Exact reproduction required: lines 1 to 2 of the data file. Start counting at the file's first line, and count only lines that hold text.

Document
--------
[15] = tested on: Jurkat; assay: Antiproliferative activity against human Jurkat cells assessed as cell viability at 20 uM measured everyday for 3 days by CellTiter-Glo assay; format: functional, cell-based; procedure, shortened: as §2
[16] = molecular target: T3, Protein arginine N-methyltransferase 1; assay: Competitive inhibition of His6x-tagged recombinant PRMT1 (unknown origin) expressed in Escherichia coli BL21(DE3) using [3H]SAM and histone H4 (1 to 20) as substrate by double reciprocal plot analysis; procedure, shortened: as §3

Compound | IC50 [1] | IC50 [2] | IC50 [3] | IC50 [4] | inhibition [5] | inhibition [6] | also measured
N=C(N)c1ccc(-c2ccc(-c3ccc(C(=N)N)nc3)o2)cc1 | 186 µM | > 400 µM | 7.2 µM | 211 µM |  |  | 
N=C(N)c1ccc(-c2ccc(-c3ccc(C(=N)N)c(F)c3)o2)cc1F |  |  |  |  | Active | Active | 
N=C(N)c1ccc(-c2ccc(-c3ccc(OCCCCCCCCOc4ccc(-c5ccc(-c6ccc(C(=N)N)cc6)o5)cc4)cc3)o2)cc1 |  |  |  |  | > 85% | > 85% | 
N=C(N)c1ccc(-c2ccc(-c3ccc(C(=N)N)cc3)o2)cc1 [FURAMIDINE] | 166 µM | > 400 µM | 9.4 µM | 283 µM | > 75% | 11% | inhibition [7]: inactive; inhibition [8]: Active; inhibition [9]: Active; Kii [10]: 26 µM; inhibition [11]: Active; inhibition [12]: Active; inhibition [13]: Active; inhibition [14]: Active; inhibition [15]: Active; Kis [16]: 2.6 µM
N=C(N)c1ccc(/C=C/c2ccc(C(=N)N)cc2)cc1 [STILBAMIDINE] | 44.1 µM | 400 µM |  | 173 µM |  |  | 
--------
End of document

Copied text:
[15] = tested on: Jurkat; assay: Antiproliferative activity against human Jurkat cells assessed as cell viability at 20 uM measured everyday for 3 days by CellTiter-Glo assay; format: functional, cell-based; procedure, shortened: as §2
[16] = molecular target: T3, Protein arginine N-methyltransferase 1; assay: Competitive inhibition of His6x-tagged recombinant PRMT1 (unknown origin) expressed in Escherichia coli BL21(DE3) using [3H]SAM and histone H4 (1 to 20) as substrate by double reciprocal plot analysis; procedure, shortened: as §3